Jim Harbaugh has been around football for a long time. There’s no shortage of people he can call for a recommendation. But his brother John, the coach of the Baltimore Ravens, is the one whose opinion he cares about most.

“Cares about Michigan football and me as his brother,” Jim said Thursday. “That was one recommendation I knew I could count on.”

So when Harbaugh went looking for a new man to head Michigan’s defense after firing Don Brown in December, he turned to his brother’s recommendation. With one of the most important hires of his tenure in Ann Arbor, Harbaugh hired Mike Macdonald, a 33-year old whose most recent experience was as the linebackers coach on John Harbaugh’s staff.

It’s a bold hire for a program in Michigan’s situation. The Wolverines’ defense struggled during the six games it played in 2020. There was an embarrassing home performance to a rebuilding Michigan State and a decades-long winning streak against Indiana snapped. Wisconsin, Rutgers and Penn State alike all took advantage in different ways, leading to a 2-4 record and a referendum on the program that ended in Brown’s firing and an extension for Harbaugh that cut his pay in half and lowered his buyout to $4 million and falling. All of it seemed to point towards issues in recruiting.

Now, as Michigan kicks off spring ball, it does so with an almost entirely new defensive staff led by Macdonald. Defensive line coach Shaun Nua is the only holdover from 2020. Maurice Linguist, who comes from the Dallas Cowboys, holds a co-defensive coordinator title. George Helow will coach linebackers, and former West Bloomfield high school coach and Michigan wide receiver Ron Bellamy is set to take over safeties after a last-minute shuffle.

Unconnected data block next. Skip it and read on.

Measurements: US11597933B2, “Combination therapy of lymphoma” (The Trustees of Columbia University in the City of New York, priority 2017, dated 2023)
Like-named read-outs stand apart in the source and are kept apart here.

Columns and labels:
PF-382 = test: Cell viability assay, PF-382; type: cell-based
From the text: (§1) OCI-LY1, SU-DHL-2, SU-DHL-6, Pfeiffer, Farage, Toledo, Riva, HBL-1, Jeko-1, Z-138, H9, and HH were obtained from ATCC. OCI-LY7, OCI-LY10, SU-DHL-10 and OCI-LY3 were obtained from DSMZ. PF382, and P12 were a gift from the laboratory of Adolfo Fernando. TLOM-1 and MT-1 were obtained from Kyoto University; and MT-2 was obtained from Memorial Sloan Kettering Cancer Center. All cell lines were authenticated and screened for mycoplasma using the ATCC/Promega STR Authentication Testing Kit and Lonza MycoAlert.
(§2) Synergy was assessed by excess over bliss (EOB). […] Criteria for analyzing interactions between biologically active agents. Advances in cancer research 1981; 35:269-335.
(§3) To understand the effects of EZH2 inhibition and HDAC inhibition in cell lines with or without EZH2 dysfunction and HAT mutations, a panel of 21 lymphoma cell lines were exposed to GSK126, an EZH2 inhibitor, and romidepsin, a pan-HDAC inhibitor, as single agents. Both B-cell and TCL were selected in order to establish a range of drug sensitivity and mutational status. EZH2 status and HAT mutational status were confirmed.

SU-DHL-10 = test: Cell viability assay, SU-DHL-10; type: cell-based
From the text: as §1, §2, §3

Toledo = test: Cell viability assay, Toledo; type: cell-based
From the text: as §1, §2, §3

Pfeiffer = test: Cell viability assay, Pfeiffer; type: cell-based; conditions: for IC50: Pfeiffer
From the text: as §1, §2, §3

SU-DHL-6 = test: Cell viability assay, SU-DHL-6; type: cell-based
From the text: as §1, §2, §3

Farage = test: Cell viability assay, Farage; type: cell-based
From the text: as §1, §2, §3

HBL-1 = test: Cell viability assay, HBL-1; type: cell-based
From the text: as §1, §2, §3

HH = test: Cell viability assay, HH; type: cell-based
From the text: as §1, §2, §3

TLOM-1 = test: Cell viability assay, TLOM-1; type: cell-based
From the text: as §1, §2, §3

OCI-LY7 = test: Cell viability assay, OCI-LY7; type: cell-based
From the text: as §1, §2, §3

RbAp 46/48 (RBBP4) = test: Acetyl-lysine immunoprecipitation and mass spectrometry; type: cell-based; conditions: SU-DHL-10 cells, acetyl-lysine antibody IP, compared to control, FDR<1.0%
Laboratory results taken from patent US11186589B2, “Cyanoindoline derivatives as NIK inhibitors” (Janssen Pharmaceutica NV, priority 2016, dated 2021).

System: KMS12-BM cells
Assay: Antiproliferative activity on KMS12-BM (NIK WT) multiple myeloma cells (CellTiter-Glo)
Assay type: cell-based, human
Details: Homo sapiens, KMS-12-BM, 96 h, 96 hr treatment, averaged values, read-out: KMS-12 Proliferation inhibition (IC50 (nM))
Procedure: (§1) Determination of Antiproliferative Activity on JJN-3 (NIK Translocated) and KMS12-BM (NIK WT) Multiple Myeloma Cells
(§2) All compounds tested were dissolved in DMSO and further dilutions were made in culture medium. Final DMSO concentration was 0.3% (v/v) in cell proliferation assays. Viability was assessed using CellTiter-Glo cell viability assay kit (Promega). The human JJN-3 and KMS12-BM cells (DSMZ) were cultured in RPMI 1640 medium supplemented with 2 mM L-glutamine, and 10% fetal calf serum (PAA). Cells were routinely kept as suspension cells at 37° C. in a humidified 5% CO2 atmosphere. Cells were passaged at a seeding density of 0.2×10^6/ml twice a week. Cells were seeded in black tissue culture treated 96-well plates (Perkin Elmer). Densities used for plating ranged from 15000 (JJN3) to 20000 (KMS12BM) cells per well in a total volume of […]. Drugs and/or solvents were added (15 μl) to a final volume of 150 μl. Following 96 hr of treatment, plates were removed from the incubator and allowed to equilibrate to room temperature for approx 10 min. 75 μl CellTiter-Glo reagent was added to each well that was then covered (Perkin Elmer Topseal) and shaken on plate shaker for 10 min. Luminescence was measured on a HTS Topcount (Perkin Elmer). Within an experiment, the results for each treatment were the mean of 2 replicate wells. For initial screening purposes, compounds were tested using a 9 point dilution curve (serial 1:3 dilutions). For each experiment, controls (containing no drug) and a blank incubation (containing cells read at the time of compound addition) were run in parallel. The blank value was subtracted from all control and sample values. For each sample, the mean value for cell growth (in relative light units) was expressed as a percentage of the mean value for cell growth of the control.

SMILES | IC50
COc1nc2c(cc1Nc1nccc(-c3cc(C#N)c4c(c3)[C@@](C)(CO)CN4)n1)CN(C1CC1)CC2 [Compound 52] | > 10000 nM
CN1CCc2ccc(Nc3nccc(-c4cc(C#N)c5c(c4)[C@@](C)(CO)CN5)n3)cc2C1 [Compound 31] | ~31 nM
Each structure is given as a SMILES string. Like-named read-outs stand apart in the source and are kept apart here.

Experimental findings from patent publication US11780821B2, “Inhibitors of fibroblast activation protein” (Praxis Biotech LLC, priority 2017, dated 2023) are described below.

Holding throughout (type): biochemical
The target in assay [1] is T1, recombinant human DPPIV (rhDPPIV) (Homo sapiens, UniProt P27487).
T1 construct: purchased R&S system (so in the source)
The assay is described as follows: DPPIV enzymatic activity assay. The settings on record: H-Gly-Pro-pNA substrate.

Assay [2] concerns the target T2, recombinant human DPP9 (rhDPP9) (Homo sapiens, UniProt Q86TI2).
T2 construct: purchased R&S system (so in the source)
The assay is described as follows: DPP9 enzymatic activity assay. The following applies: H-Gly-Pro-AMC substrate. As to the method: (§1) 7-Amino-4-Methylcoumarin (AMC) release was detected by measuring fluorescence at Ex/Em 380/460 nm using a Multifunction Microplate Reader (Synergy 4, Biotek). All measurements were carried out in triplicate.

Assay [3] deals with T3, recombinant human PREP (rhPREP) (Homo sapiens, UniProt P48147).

Harbaugh described Linguist’s role as mostly based in coaching the secondary. It seems he’ll also take a lead on recruiting — his history at Texas A&M includes a resume dotted with top-100 commits and relationships in places like Texas and Georgia where the Wolverines haven’t been a major player of late.

“(Linguist) is a tremendous coach,” Harbaugh said. “Tremendous communicator.”

He sung the praises of the rest of his defensive staff as well, talking of how pleased he was this week when Bellamy and Helow changed their roles without hesitation following linebackers coach Brian Jean-Mary’s departure to Tennessee this week. “I told them, ‘That’s music to my ears,’ ” Harbaugh said. “And a tune you don’t hear all that often in today’s world.”

Ultimately, though, it will all come back to Macdonald — the first and most important hire Harbaugh made this offseason. 

“Mike is really good,” Harbaugh said. “Really smart. Right now, what we’ve seen on the field is putting in the systems, players understanding them, growing, lot of coaching going on, drill work, installation. On field coaching has been really good. Really pleased.”

Harbaugh declined to go into specifics when asked about what kind of system Macdonald would run. Unlike Brown, who came in with an established background and a system so well known that old playbooks can be found online, Macdonald has never been in charge of a defense.

In an appearance on Jon Jansen’s In the Trenches podcast, Macdonald spoke in generalities. Michigan will be “multiple” and “aggressive” he said. “We’re gonna play man, we’re gonna play zone. We’re gonna be complementary. But it’s how you play that makes the difference.”

“It’s definitely a different language, different front structures, different coverages, different blitz patterns,” Harbaugh said Thursday. “Hope it looks really good.”